Black bears should no longer feel solely terrorized and persecuted by hound hunters in training activities; the gray wolf has now joined their ranks.
Here’s how hound training on both bears and wolves works: Bear baiting begins April 15, 111 days longer than the six other states still allowing pre-season bear baiting. Gallons of sweet treats are dumped in our woods to habituate bears and newborn cubs into showing up at dumping sites daily. After three months of getting fat on sweet treats, July 1 the rules and their world changes. Now packs of hounds are released into the woods from baiting stations or on a bear track crossing the road and the chase is on.
These chases can last for hours and cover up to 10-plus miles while hunters stay on the roads and drive from one block of woods to the next while following hounds on GPS, who are running their quarry to exhaustion. If cubs are lucky they make it to a tree before the hounds; some are not so lucky.
Now add wolves and wolf pups who, unlike bears, are now being run down by an unlimited number of hounds for 24 hours a day, 365 days a year with no license required. Contrary to what the DNR and hound hunters state, walking up to a dog and wolf fight to put a leash on dogs while skipping home unscathed is far from the truth. Poaching of wolves will be rampant.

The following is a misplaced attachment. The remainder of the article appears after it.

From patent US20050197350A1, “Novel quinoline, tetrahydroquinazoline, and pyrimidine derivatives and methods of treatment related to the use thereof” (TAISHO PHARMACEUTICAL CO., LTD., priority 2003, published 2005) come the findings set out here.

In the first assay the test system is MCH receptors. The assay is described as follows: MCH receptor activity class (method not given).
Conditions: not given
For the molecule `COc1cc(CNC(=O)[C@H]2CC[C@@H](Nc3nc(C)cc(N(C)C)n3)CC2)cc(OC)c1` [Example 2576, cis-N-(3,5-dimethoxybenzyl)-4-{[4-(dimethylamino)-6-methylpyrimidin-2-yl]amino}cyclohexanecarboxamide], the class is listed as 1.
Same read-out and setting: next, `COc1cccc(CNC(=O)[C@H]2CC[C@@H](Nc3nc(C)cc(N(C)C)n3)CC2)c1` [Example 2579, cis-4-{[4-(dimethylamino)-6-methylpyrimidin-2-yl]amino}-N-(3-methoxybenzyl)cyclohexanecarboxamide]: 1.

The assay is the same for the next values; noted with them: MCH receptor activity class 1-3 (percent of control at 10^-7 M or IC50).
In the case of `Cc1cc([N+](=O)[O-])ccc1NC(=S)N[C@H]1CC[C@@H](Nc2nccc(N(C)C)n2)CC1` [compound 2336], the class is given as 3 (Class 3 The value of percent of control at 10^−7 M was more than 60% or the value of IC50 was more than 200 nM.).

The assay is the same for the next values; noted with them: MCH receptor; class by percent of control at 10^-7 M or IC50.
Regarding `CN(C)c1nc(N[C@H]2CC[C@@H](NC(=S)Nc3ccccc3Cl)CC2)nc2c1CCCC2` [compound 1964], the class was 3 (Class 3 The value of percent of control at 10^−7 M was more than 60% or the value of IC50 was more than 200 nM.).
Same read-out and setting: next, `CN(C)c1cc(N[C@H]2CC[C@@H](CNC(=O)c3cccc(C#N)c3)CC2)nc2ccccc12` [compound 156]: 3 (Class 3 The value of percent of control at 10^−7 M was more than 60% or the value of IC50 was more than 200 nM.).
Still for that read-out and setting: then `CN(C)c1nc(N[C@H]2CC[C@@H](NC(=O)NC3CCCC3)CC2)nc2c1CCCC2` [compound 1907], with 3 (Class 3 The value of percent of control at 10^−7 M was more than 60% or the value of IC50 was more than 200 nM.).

Bear hounds are bred to be tough and fight, but history tells us they are no match for a wolf as $500,000-plus in depredation payments have gone to hound hunters. This is canine against canine. In less than one minute a wolf can either break the neck or back of a bear hound or disembowel and rip it’s hide off. In the 20 minutes to an hour that it takes the hunters to make it from their trucks to the fight in the woods, how many hounds, wolves and wolf pups at rendezvous sites will already be dead? Since there is no limit on number of hounds on wolves, maybe 12 to 18 hounds on one wolf will get the upper hand?
Make no mistake, this will be brutal. Thank you, Wisconsin legislators, for Act 169.
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Wis. Court: Hunters Can Train Dogs On Wolves
Is Trophy Hunting a Form of Serial Killing? By Gareth Patterson
Lion expert and conservationist Gareth Patterson takes aim